What you're REALLY talking about is windmill farms. Those operate in any windy conditions - and windy conditions happen during temperature inversions and such. So those machines (which exist in LARGE numbers around my area) do exactly what you want - but they are also capable of capturing energy from mere light breezes as well as from more violent storms. That's a more practical kind of machine for the job...and because of that, people have built them.
But even so, one of the biggest criticisms of wind farms is that they don't produce energy reliably. When it's dead calm - the energy to run nearby cities has to come from someplace else. A hypothetical tornado-energy-machine would have that problem about a million times worse!
So, no - sadly, this idea is a non-starter.
SteveBaker (talk) 14:48, 12 September 2014 (UTC)
Tornado Alley.gif
Well, if we forget about generating power, the idea that large structures could decrease incidence of tornadoes is basically sound, see e.g. here [8]. (btw Steve, I don't think Austin is firmly in the tornado alley, see also here [9]. As a recent immigrant to Austin, I'm just glad we get any storms at all, even if they are far less common and violent than the other areas I've lived :) SemanticMantis (talk) 15:38, 12 September 2014 (UTC)
Yes, but I'm relatively new to Austin - for most of the last 20 years, I've lived in Cedar Hill (near) Dallas - which (I believe) is solidly inside the orange bits of Tornado Alley - at least according to our map at right. The only tornado I got close to touched down to the west of me on Joe Pool Lake - it was heading east across the length of the lake while I was driving south across the width of it - along the two mile-long bridges with a very open stretch of road between them. When I heard on my car radio that the tornado had touched down - I was on the then-deserted section of land between the two bridges and faced with the "go-on/go-back/sit-still" decision. Since the car I was driving was possibly the worst imaginable for riding out a tornado in (a race-tuned MINI Cooper'S convertible!) - but had a pretty good turn of speed, I made the decision to go on - and basically floored it. As it turns out, I was basically racing the tornado, to the far end of the bridge - and I was hitting 130mph as I got out of the way. There was inch-sized hail pounding the car - and although I was concerned about the toughness of the cloth on the roof - having a convertible turned out to be a good thing because I only took hail dings on the hood of the car. As I arrived home (on the south shore of the lake) - I had to slalom between tree limbs to get down the 300' driveway into my garage. Quite an exciting ride home! SteveBaker (talk) 16:02, 12 September 2014 (UTC)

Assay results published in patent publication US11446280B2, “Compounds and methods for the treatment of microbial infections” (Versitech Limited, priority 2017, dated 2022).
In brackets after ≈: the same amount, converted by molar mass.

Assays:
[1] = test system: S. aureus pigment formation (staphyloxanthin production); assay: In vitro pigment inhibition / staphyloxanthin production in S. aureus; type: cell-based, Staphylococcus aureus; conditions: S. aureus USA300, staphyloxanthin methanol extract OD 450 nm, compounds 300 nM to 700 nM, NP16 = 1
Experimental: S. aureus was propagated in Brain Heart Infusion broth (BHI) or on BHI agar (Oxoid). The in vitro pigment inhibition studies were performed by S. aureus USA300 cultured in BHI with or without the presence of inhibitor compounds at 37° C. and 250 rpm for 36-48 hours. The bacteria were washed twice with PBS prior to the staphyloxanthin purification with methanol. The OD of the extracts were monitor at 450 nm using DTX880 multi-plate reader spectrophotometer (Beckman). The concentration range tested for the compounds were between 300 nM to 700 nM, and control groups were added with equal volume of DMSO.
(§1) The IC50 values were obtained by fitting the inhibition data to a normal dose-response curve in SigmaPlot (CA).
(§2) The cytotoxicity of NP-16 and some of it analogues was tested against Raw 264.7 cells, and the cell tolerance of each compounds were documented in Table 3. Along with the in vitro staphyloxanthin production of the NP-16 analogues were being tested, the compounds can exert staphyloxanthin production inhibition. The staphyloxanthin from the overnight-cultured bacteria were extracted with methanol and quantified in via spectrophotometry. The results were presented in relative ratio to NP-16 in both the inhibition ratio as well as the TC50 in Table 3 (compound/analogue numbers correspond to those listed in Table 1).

Ah, my mistake. Sounds like a fun adventure! SemanticMantis (talk) 16:07, 12 September 2014 (UTC)

You misread my suggestion. I wasn't suggesting you hardness tornadoes. I was suggesting you hardness the power of what would otherwise become a tornado. — Preceding unsigned comment added by (talk) 16:39, 12 September 2014 (UTC)

It doesn't matter. Either way, if you design it to harness the most extreme conditions, then your equipment will be idle for far too large a percentage of the time. You need to make it harness less energetic - but more frequent events - and that's precisely what a wind farm does. SteveBaker (talk) 17:44, 12 September 2014 (UTC)